The provincial health minister at the time COVID-19 devastated Quebec nursing homes is laying blame on local administrators, saying they should have made sure preparedness plans were ready and facilities properly equipped.
Danielle McCann testified Thursday before coroner Géhane Kamel’s inquest into the massive death toll in Quebec nursing homes during the first wave of the pandemic.
Ms. McCann held the health portfolio when the disease emerged in early 2020. Her remarks mirrored testimonies by senior civil servants this week, who said local officials misunderstood directives or applied them in a misguided, detrimental way.
The contentious directives included:
- a ban on visits to nursing homes, which locked out family caregivers;
- a March 19 letter telling nursing homes that ailing residents shouldn’t be sent to hospital unless as in exceptional circumstances;
- clinical directives that residents with care levels C and D (comfort and palliative care) should be kept in nursing homes.
Ms. McCann said those directives should have never prevented people who needed acute care from getting taken to a hospital. However, the inquest has heard that, in fact, sickened residents were refused transfers to hospitals and remained in poorly equipped nursing homes without intravenous rehydration or supplemental oxygen.
“It was the responsibility of the CEOs of the facilities to make sure that there was equipment,” Ms. McCann said.
Quebec’s health network is divided into local authorities. Ms. McCann said it was up to the chief executives of those local units to implement preparedness plans and reallocate resources for their hospitals and nursing homes.
“The CEOs had to put the plan in motion, starting in January and picking up speed after, and provide for all the components in the plan – having the equipment in nursing homes, the staff.”
She said CEOs of local health authorities were told during a Jan. 22 conference call to update pandemic plans. However, Patrick Martin-Ménard, a lawyer representing families of deceased nursing-home residents, pointed out that there was no mention of those plans in the minutes of that telephone meeting.
A former health administrator, Ms. McCann said it was important to have strong local managers. “Unfortunately, that wasn’t the case in nursing homes,” she said. She added that this shortcoming was a result of the 2015 health reform by the previous Liberal government, which removed hundreds of management positions.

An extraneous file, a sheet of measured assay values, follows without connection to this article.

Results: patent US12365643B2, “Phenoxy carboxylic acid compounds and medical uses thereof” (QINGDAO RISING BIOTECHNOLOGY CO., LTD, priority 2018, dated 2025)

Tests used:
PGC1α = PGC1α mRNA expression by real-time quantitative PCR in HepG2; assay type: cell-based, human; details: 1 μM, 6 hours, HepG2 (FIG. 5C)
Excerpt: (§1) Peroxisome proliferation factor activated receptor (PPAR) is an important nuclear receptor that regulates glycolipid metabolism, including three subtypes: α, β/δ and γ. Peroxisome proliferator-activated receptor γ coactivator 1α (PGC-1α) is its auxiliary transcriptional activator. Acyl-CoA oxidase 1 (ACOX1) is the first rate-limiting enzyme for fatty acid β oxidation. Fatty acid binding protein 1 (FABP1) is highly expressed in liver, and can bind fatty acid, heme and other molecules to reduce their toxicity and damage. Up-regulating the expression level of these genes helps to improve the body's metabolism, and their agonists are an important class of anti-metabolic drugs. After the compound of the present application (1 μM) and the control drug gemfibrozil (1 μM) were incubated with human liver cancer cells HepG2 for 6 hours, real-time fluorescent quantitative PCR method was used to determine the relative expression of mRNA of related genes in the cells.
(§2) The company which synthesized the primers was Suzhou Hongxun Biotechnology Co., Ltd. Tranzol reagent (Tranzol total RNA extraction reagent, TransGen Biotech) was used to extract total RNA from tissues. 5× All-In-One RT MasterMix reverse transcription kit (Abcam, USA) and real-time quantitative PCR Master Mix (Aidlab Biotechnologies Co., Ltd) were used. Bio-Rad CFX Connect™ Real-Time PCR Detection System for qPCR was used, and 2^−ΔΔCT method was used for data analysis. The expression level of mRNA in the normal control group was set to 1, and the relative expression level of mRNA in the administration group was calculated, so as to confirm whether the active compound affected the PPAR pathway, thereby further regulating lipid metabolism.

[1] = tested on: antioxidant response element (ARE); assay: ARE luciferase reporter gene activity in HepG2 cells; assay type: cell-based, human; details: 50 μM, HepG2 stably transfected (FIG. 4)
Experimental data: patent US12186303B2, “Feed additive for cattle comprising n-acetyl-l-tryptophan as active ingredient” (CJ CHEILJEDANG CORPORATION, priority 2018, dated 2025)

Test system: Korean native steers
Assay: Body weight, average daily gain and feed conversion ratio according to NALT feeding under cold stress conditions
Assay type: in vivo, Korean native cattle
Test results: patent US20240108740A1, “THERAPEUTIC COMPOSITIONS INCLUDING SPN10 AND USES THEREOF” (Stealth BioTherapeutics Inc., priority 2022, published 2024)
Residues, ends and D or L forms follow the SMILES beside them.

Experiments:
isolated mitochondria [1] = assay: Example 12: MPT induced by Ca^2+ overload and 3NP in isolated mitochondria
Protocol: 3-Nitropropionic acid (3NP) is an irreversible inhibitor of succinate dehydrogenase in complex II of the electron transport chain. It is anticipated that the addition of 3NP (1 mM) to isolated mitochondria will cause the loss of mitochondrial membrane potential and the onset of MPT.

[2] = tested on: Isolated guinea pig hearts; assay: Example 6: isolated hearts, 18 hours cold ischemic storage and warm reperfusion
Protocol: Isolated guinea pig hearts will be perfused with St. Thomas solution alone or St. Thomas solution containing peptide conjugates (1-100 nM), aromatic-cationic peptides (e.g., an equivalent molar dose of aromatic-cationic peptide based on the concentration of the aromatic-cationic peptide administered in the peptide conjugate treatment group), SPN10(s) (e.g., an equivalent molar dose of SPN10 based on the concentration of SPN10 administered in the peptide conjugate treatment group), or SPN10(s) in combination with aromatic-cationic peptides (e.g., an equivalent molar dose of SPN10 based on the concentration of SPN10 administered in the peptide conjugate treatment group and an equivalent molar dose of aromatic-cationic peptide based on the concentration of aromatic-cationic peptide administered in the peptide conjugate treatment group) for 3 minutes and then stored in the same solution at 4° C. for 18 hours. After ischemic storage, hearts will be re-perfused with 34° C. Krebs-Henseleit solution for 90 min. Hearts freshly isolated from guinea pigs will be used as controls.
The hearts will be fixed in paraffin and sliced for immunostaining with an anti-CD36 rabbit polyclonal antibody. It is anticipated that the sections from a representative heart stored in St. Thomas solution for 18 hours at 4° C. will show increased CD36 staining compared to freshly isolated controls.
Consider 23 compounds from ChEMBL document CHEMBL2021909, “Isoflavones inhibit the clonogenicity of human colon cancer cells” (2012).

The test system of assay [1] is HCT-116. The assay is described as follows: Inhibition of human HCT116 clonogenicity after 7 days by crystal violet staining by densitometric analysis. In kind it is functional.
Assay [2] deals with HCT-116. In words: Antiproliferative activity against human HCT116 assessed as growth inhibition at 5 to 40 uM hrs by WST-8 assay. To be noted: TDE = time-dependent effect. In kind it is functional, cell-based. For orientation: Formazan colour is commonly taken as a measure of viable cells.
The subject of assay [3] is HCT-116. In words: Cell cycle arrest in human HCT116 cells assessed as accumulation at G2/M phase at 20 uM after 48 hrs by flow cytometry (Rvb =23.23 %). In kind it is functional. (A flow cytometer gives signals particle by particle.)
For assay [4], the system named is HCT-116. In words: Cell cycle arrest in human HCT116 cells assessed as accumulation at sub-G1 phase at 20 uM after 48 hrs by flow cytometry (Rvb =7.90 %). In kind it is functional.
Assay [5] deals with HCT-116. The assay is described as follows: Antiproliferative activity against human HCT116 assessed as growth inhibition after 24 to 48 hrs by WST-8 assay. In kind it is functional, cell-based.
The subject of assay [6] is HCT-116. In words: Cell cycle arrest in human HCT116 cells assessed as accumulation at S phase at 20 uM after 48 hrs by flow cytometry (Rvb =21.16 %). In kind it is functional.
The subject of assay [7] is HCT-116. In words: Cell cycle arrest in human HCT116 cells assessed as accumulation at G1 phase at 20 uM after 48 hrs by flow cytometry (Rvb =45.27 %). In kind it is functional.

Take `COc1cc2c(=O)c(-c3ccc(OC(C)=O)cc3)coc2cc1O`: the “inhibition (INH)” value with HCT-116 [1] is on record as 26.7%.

Ms. McCann, who was health minister until June, 2020, is the only politician called to testify at the inquest. She replaced Marguerite Blais, the Minister Responsible for Seniors, who had been scheduled as a witness but withdrew for health reasons.
Ms. McCann recalled that, on March 9, the Quebec national institute for public health unveiled alarming forecasts that hospitals would be overrun unless the spread of the coronavirus was contained.
“It was shocking news ... we had seen what happened in Italy and we feared it would happen in Quebec.”
The Health Department responded by freeing up hospital beds. Ms. McCann said this was achieved mainly by postponing non-urgent surgeries rather than just discharging patients to nursing homes. Only a few hundred people were transferred to nursing homes, she said.
Jacques Ramsay, a physician assisting Ms. Kamel in the inquest, was skeptical, noting that once outbreaks started in a nursing home, it was very hard to relocate infected residents to a hot zone since those facilities were filled to capacity.
Even a few transfers added to the strain, Dr. Ramsay said. “I know it was a small number, but it was a significant number.”
Documents filed at the inquest show, for example, that at the Sainte-Dorothée nursing home north of Montreal, transfers continued for five days after a resident tested positive. Of the 11 additional transfers, four died of COVID-19.
Ms. Kamel also noted the cases of a man transferred from hospital to the Herron nursing home, just as an outbreak started at the Montreal facility. He was found dead two days later and the family believes he was forgotten in the chaos.
“It’s that part that bothers me … I understand that at some point admissions to nursing homes were suspended. It might have happened too late,” Ms. Kamel said.
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